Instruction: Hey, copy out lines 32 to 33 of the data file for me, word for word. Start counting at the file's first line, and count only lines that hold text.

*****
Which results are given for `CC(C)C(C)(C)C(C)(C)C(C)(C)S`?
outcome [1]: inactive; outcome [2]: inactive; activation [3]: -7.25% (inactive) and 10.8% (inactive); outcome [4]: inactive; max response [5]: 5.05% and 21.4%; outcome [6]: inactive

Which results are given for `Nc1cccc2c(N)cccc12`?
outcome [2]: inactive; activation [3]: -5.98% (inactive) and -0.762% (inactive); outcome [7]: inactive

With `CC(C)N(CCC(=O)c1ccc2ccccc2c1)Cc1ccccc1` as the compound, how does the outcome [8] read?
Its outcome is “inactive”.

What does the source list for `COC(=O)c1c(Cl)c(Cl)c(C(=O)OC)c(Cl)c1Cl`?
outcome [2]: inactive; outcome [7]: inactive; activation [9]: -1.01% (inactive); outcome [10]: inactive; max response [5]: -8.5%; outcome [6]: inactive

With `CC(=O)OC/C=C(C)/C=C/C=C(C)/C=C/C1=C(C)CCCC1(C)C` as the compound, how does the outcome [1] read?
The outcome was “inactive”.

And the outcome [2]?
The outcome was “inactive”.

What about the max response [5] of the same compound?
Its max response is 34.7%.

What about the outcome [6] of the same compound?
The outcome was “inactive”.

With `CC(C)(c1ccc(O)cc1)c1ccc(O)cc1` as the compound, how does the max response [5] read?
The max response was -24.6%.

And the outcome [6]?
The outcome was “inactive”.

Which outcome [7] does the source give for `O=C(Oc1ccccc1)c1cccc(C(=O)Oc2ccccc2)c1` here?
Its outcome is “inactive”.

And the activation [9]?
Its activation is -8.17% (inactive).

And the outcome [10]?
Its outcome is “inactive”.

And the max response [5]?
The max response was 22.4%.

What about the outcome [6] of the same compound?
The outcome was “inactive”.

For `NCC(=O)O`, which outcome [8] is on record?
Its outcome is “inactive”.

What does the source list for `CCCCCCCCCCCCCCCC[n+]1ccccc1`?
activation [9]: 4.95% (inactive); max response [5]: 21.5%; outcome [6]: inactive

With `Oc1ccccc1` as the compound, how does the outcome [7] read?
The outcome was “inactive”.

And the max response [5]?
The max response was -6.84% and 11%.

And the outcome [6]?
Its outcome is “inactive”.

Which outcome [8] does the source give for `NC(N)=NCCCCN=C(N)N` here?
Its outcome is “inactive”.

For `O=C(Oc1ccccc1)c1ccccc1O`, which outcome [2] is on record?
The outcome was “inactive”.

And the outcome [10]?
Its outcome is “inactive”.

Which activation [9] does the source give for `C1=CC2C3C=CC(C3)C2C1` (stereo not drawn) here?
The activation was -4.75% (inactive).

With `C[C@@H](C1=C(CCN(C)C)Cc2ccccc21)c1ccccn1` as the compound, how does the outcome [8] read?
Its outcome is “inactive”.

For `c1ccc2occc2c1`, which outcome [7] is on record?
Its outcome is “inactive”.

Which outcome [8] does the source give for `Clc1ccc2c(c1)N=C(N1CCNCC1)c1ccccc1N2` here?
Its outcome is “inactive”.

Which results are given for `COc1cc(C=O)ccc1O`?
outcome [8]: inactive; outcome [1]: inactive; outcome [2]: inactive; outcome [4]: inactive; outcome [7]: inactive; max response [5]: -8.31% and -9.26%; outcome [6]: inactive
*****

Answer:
Its outcome is “inactive”.

What does the source list for `CCCCCCCCCCCCCCCC[n+]1ccccc1`?